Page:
Not only was this not the right way to approach a school like Notre Dame -- one that thinks as highly of itself as only the most highfalutin schools like Texas, Duke, and ahem, Michigan -- but it is kind of wrong when you really break things down. Notre Dame is probably the only program that could continue to be treated like a national program (in terms of income, national following, media interest) after all the ups and downs the Irish have seen in the recent past. Think about the last decade and a half and then try to come up with a reason the Irish still can walk into any school and recruit with the best programs in the country. You can't. It doesn't make sense.

So yeah, the move to the ACC makes all sorts of sense for both parties. It give ND a good home, and yet the Irish still retain a mix of power over the situation as well as the illusion of power. The one downside is that it is the traditional Big Ten rivalries that are the first to go. I think Purdue makes the cut because of the geography and the fact that if someone offers you a chance to put Purdue on your schedule you take it. That probably means that the Michigan schools duke it out for the last spot. I am a big fan of the games against Notre Dame, and I would be disappointed if they went away. However, as long as Michigan uses those open slots to schedule solid opponents I guess I'll survive.
3. The Michigan defense is giving up over 200 yards rushing a game, and that's even with a game against hapless UMass. However, two of those games were against the best team in the country and an option team. Are you at all concerned about the rush defense?

First, thank you for getting that obvious caveat out of the way so I can jump right into, "yes I'm scared as hell."

Okay, it isn't quite that bad, but I am concerned. Michigan only lost three starters from last year's defense (I don't count S Troy Woolfolk as a starter as he had lost the job by the end of the year and never looked the same after his injury in 2010) but all three were interior defensive linemen. Mike Martin was the kind of hyper-athletic defensive tackle that you can build a defense around, and if 5-tech DE Ryan Van Bergen isn't a future defensive coordinator I'll eat my keyboard; the kid is wicked smart. Even Will Heininger, the former walk-on, ended up turning into a solid Big Ten level 3-tech tackle. Those three were a big reason why the rest of Michigan's defense was able to improve to such a large extent last year. The work they did up front disrupting opposing offenses took a lot of heat off the young linebackers and secondary.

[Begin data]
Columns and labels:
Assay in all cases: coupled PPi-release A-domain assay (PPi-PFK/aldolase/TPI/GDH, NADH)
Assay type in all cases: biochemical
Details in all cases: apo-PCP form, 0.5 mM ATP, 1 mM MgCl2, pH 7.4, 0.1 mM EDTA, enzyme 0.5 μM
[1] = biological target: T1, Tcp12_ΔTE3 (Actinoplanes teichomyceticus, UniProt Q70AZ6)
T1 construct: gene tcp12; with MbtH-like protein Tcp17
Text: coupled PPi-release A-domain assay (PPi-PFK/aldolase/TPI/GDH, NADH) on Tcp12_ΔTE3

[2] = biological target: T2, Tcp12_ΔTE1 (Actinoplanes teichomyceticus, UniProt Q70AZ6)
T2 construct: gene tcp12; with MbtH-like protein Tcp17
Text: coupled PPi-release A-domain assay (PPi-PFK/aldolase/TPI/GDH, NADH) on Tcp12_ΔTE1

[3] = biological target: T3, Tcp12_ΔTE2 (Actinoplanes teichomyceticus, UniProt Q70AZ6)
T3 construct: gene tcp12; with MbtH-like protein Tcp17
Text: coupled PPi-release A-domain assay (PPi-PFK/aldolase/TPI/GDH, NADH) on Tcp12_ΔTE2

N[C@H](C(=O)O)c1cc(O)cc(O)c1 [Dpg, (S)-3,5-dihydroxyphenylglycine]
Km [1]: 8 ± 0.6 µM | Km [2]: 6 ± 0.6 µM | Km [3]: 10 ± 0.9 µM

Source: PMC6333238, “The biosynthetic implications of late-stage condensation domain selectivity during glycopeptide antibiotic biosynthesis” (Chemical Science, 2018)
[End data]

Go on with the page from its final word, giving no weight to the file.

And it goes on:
Now Michigan gets all of its back seven back -- with the exception of the injured Blake Countess, which is also huge blow -- but the difference is very obvious. The defensive line is mostly just there this year. These guys can't get the kind of penetration that last year's line could. They aren't playmakers. The interior is a bunch of guys who have a varying level of competency eating blocks, and the outside guys are either young and prone to mistake or experienced and not the big play type.

With Michigan's defensive line taking a step back that puts a lot of burden on Michigan's linebackers to A) identify plays quicker and B) get off blocks better. These were the two biggest weaknesses a year ago, and while there have been some small improvements, it hasn't been enough to offset the losses up front.

The Michigan defense isn't going to be bad because of this, but the run defense will take a step back, and even worse the third-down defense is probably due to regress as the Wolverines don't have the kinds of players up front capable of consistently making plays on short downs.

Against Notre Dame I expect Michigan to bleed yardage to the tune of 4.5-5.0 ypc and upwards of 150 yards. This should open up the Irish to take shots down the field, and if Michigan's pass rushers on the outside -- Jake Ryan and Frank Clark -- can't get pressure on Golson the secondary will have a hard time when trying to provide run support and not get beat deep.